So, those are the three nominees for Best Musical in 1961. Here is how each fared in terms of performance runs:
Bye Bye Birdie: 607 performances
Do Re Mi: 400 performances
Irma La Douce: 524 performances
Interesting that none of the three was a runaway hit, thoughBye Bye Birdie did run the longest of the three. I do not wish to assert, however, that Bye Bye Birdie was merely a default option as the Best Musical winner. Bye Bye Birdie was revolutionary in its day, a tightly written musical comedy that produced an iconic score. The show proved enduring, enjoying a shelf life that propelled it to being one of the most popularly revived musicals for decades, particularly in high schools where its message and music resonated and the relative ease in regards to production needs made it a staple of high school directors. Anyone who would dismiss the show’s relevance today clearly hasn’t checked out TMZ and witnessed our cultural obsession with celebrity. Bye Bye Birdie is still done and is deserving of a Broadway revival that doesn’t try to reinvent it (the Roundabout revival a decade ago was a huge misfire for not trusting what inherently works about the show). Do Re Mi and Irma La Douce has shown no such staying power. Bye Bye Birdie was the rightful winner.
Still, there were three other musical of 1960-1961 season that were deserving of filling another slot (or two) in the Best Musical category. So why weren’t they? Here are the three I’m referring to and the number of performances that each ran:
Camelot: 873 performances
The Unsinkable Molly Brown: 532 performances
Tenderloin: 216 performances
Obviously, we all assume that Camelot is the beloved musical that was given to us by the ingenious composing team that gave us Brigadoon and My Fair Lady, Lerner and Loewe. What we tend to forget is that audiences were generally disappointed by Camelot due to its interminable length (it clocked-in well over three-hours) and its ponderous book. Lerner and Loewe’s score is glorious, exquisite really, but every single time a song came to an end, the show came to halt. It is a fallacy that the association with JFK’s presidency gave the show a ticket boost. He was a fan of the musical, but the legendary connection between the musical’s title song and his legacy was not asserted until days after Kennedy’s burial. His widow Jackie mentioned the parallels in an interview with Life Magazine. The show’s box office turn around really came when an ample portion of it was aired on The Ed Sullivan Show, giving the musical national attention.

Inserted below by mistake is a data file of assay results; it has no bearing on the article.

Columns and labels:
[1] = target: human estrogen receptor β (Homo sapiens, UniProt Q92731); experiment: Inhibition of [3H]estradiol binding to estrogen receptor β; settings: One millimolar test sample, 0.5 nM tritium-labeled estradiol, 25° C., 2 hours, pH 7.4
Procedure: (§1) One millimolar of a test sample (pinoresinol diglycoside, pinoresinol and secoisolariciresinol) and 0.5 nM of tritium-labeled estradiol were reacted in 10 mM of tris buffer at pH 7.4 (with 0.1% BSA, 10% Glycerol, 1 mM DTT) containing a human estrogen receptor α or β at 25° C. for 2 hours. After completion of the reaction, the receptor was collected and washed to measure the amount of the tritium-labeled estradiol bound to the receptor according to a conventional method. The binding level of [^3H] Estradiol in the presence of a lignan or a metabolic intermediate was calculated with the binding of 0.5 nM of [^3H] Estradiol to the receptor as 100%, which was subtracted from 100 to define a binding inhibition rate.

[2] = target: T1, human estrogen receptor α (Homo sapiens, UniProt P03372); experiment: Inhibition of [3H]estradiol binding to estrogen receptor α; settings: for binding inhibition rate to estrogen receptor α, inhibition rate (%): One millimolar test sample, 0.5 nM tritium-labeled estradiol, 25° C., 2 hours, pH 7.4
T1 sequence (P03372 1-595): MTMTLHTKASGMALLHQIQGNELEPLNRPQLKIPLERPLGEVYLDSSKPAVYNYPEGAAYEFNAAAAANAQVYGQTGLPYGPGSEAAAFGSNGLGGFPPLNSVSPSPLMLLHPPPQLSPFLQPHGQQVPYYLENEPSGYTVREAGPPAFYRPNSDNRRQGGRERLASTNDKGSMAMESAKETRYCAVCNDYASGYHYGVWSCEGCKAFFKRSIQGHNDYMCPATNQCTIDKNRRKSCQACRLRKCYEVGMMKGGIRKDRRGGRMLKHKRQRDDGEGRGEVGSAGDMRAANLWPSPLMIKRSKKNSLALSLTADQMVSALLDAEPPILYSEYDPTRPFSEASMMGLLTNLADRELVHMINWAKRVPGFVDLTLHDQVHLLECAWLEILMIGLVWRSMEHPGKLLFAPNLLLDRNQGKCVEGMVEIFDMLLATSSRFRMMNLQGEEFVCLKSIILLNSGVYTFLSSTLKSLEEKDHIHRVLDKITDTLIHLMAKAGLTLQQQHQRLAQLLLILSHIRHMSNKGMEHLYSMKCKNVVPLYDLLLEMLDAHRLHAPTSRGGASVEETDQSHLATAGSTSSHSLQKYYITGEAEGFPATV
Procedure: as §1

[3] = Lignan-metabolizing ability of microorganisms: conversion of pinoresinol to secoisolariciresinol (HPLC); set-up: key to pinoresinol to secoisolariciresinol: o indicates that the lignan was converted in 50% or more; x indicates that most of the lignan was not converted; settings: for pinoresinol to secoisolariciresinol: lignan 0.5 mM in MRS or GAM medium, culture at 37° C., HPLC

The Unsinkable Molly Brown, with a robust score by Meredith Willson and a serviceable, if uninspired, book by Richard Morris, was a fictionalized account of Margaret Brown, a wealthy socialite who came from humble beginnings. The production was a terrific star vehicle for Tammy Grimes who played the boisterous, tomboyish Molly. It was also made into a hit film starring Debbie Reynolds and the show is occasionally revived today (though not as often as it should). Was The Unsinkable Molly Brown too harshly judged as the not so spectacular follow up to Willson’s masterpiece The Music Man? It certainly had enough things going for it that it could have been a fourth nominee for Best Musical.
The third option would be Tenderloin, the Bock and Harnick follow-up to their Pulitzer Prize-winning Fiorello! a year earlier. The book was by the usually reliable George Abbott. It’s a harder case to make for this one, though Tenderloin has an underappreciated score, it suffers from feeling too much Fiorello! Like its predecessor, Tenderloin is about corrupt NYC politics, set in the 1890s in the red-light district on Manhattan. In this story, a social reforming minister s trying to clean-up the unsavory neighborhood. Despite the feeling of reheated Fiorello! leftovers, Tenderloin was far more compelling than what could be found in Do-Re-Mi.
In hindsight, I assert that the Best Musical nominees probably should have been Bye Bye Birdie, Irma La Douce, Camelot, and Tenderloin. Regardless of the players, “Birdie” still comes out on top.